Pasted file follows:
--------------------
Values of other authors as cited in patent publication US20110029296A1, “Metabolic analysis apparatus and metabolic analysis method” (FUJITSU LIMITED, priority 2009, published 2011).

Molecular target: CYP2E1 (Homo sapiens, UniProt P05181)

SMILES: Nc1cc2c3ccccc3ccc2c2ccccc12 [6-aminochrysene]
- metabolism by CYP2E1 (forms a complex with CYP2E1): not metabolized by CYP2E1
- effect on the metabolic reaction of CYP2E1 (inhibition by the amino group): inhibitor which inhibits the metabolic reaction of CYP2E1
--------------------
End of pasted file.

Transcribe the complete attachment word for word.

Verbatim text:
Values of other authors as cited in patent publication US20110029296A1, “Metabolic analysis apparatus and metabolic analysis method” (FUJITSU LIMITED, priority 2009, published 2011).

Molecular target: CYP2E1 (Homo sapiens, UniProt P05181)

SMILES: Nc1cc2c3ccccc3ccc2c2ccccc12 [6-aminochrysene]
- metabolism by CYP2E1 (forms a complex with CYP2E1): not metabolized by CYP2E1
- effect on the metabolic reaction of CYP2E1 (inhibition by the amino group): inhibitor which inhibits the metabolic reaction of CYP2E1